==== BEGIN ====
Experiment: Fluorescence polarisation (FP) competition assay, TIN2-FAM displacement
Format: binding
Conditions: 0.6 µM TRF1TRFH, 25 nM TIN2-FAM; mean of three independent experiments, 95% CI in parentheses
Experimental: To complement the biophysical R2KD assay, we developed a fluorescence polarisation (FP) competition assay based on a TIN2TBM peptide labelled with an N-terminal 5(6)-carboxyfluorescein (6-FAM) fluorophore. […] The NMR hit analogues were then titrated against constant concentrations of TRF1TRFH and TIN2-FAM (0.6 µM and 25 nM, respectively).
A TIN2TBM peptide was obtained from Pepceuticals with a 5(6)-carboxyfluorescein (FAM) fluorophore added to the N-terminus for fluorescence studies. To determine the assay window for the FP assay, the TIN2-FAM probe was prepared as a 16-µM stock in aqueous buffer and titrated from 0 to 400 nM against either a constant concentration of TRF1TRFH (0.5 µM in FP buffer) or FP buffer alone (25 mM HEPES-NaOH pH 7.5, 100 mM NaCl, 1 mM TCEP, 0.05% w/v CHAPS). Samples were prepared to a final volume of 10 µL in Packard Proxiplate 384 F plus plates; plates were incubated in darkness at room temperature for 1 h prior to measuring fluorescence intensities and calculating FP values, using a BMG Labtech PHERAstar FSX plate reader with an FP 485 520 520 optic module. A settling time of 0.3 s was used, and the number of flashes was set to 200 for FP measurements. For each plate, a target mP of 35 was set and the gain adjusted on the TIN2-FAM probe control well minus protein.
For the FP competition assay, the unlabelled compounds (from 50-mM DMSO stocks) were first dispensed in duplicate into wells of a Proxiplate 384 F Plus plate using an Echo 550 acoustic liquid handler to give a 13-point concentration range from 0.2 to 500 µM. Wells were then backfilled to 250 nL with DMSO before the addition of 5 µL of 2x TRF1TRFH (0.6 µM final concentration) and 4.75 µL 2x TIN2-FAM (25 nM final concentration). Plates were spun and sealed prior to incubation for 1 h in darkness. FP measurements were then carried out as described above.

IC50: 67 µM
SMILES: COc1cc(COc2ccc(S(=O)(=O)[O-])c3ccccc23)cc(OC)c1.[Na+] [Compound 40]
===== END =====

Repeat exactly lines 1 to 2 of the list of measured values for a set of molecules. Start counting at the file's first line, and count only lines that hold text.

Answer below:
Experiment: Fluorescence polarisation (FP) competition assay, TIN2-FAM displacement
Format: binding